BRM wrote: NealH wrote:
AJS914 wrote:Things like stems and seatpost usually say "max" 5 or 6nm of torque. If you use a torque wrench where do you stop? At the max?
I've been wrenching on bikes for 40 years and never used a torque wrench until recently. With carbon bars, seatposts, etc. I was getting worried that I was getting it wrong. So, I bought a 5nm Ritchey Torque Key. What I found was that I was typically under 5nm for things like stems. It seems like too much torque to me.
The margin or overall tolerance is not all that small really. The manufactures typically disregard the friction component of torquing so, even if you lightly lube the threads you will still not over torque it. Just torque to the max figure and you'll be fine.
Very wrong information.
First Lubrication factor really matters. It can dramatically lower the friction with dramaticaly different results.Here is just a sample>Other sample of A Dutch guy that did a test>>
2 bolts where same 5 Nm is used. First picture is dry, second is lubricated
If you want the non lubricated as far squeezed as in second pic you need 14 NM
Here we see that the Lubrication factor is of high importance.
(and now you also will understand that a torquewrench is in fact only useful when you know also the lube factor and properties of the bolt, like threads and material)
When instructions speak of particular torque setting you use that torque.
However when there is just a max torque mentioned then its not that you should use max setting. Max is the max what the bolt can have not what you should use as setting. It's not a torque setting specification, its a bolt specification.
Above is true and adds a huge level of complexity when it comes to bolt torque. If you guys want your mind boggled, pretty much any car forum on the web debates road wheel lug nut torque with and without antiseize on the threads and there is never any consensus.
Suffice to say that clamping torque goes way up when lubrication is applied to the thread at the same torque as shown in the pic..and of course clamping force is a concern and carbon is sensitive to it. In summary, retention in the presence of vibration which is the case on a road bike riding over less than pristine roads...can be reduced with thread lubrication and clamping force goes way up for the same torque applied when threads are lubricated. So adding lubrication to threads in the context of torque and clamping force is a slippery slope when it comes to clamping force and torque retention...forgive the pun relative to thread pitch.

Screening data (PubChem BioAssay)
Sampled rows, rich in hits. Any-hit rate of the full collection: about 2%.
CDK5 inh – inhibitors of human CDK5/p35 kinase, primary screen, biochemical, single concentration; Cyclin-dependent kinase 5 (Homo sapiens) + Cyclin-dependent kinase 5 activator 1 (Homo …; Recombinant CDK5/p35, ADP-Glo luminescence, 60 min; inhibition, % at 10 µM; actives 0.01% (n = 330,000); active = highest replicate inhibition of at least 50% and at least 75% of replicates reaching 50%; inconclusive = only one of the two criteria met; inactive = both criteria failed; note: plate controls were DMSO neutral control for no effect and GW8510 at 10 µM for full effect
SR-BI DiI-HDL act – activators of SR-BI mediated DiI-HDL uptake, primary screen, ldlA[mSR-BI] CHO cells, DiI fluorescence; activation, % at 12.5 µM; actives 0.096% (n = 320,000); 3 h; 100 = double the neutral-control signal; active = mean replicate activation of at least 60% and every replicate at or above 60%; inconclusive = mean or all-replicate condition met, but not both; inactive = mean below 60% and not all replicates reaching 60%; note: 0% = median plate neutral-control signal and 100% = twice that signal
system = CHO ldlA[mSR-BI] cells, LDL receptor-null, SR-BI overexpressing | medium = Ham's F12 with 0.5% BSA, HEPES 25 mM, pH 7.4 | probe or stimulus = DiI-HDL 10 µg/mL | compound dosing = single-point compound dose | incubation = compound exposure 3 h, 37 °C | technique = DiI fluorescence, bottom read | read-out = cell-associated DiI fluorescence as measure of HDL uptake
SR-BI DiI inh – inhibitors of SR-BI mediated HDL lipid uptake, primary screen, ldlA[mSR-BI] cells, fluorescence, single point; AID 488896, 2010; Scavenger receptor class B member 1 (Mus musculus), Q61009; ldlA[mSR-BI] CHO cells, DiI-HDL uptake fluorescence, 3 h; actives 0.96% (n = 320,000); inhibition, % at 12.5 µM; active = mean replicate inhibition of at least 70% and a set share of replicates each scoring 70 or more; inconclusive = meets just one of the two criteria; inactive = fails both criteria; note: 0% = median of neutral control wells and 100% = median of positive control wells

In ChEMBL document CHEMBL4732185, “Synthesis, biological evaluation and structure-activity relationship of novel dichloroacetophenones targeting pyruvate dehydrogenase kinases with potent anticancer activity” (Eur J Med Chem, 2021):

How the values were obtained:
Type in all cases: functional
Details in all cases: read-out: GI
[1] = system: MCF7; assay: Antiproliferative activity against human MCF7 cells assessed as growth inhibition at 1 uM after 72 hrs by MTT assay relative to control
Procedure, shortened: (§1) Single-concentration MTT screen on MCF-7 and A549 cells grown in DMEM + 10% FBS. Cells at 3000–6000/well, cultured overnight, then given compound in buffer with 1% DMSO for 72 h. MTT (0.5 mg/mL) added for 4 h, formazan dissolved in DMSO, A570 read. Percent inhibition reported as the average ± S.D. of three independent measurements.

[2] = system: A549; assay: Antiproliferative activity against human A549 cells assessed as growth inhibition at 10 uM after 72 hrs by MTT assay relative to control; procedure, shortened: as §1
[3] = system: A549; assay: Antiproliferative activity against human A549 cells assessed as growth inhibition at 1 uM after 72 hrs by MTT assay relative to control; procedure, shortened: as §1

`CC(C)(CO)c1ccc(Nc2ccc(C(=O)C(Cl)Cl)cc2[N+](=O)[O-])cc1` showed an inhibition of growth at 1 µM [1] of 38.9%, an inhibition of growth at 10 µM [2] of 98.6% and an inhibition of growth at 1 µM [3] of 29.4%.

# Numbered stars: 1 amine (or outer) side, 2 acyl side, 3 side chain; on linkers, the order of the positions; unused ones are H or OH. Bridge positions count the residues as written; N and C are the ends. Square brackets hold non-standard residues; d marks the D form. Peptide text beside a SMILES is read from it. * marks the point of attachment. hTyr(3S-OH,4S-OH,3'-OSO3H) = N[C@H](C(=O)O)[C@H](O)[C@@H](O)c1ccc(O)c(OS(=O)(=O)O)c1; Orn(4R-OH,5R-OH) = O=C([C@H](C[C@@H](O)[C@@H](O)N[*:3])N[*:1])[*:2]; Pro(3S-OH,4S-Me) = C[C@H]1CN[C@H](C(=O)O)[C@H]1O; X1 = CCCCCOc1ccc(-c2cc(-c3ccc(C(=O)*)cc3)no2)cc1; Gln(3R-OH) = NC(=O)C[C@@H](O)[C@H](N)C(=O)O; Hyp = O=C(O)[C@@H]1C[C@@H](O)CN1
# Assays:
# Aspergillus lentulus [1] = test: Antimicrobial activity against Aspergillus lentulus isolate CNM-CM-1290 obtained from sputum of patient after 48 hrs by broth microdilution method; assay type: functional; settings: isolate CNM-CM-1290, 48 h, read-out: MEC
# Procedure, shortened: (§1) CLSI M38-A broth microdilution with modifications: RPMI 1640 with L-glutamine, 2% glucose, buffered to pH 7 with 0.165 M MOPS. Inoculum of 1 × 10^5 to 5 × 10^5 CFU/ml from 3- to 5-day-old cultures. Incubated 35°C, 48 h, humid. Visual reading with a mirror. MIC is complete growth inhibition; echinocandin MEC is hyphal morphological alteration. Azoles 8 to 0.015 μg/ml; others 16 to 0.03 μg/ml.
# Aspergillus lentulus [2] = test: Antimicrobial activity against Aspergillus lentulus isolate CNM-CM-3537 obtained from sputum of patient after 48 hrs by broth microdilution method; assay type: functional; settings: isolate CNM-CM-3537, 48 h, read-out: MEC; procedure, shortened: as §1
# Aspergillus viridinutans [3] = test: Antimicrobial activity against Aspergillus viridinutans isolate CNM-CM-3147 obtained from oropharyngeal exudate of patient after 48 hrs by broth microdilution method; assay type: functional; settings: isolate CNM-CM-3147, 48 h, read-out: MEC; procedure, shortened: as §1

..finer pitch threads retain torque better proportional to the sine of the thread pitch.
As to the OP's question, like many of you guys here...I don't see that one size fits all when it comes to torque wrenches either. My wrenches of choice are click type...3/8" drive small one for the little fasteners on the bike...I primarily use a torque wrench for seat post clamp which is pretty critical...don't want a cracked frame but can live with a cracked stem
...and I use one for bottom brackets as a rule....and cassette lockring. For high torque applications on bikes mentioned which are few, I want a long lever torque wrench and not a little one to more easily achieve desired torque target.
Anyway OP...my thoughts. Again, I don't use a torque wrench on everything but I do find them worthwhile for certain applications when I want to hit a torque spec precisely...again actual clamping is affected by thread lubrication and I tend to use grease on the threads of most fasteners on a bike...so clamping force on my bikes is high relative to industry standard torque targets for bike components...like 55 in-lbs is what I use on a seat tube clamp...with a bit a grease on the locking collar bolt thread.